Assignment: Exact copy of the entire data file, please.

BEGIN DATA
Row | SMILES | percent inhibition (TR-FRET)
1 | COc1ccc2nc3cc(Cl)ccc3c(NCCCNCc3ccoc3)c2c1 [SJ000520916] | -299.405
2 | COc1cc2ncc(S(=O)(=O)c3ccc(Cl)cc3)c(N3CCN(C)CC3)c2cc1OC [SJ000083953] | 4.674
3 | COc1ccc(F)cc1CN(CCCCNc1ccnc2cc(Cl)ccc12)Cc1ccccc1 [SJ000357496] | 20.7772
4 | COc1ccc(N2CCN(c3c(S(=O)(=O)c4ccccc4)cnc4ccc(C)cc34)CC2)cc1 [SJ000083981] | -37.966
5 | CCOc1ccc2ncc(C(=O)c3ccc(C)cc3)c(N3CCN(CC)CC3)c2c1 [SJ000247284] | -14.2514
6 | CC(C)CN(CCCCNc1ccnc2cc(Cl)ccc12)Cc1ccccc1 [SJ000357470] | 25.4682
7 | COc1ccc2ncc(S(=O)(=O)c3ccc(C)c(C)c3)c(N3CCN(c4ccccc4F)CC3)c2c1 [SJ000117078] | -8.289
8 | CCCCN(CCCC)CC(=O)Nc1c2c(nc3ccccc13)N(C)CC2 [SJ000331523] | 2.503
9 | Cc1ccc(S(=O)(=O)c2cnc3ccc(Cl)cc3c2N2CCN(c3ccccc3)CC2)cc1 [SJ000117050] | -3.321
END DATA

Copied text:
Row | SMILES | percent inhibition (TR-FRET)
1 | COc1ccc2nc3cc(Cl)ccc3c(NCCCNCc3ccoc3)c2c1 [SJ000520916] | -299.405
2 | COc1cc2ncc(S(=O)(=O)c3ccc(Cl)cc3)c(N3CCN(C)CC3)c2cc1OC [SJ000083953] | 4.674
3 | COc1ccc(F)cc1CN(CCCCNc1ccnc2cc(Cl)ccc12)Cc1ccccc1 [SJ000357496] | 20.7772
4 | COc1ccc(N2CCN(c3c(S(=O)(=O)c4ccccc4)cnc4ccc(C)cc34)CC2)cc1 [SJ000083981] | -37.966
5 | CCOc1ccc2ncc(C(=O)c3ccc(C)cc3)c(N3CCN(CC)CC3)c2c1 [SJ000247284] | -14.2514
6 | CC(C)CN(CCCCNc1ccnc2cc(Cl)ccc12)Cc1ccccc1 [SJ000357470] | 25.4682
7 | COc1ccc2ncc(S(=O)(=O)c3ccc(C)c(C)c3)c(N3CCN(c4ccccc4F)CC3)c2c1 [SJ000117078] | -8.289
8 | CCCCN(CCCC)CC(=O)Nc1c2c(nc3ccccc13)N(C)CC2 [SJ000331523] | 2.503
9 | Cc1ccc(S(=O)(=O)c2cnc3ccc(Cl)cc3c2N2CCN(c3ccccc3)CC2)cc1 [SJ000117050] | -3.321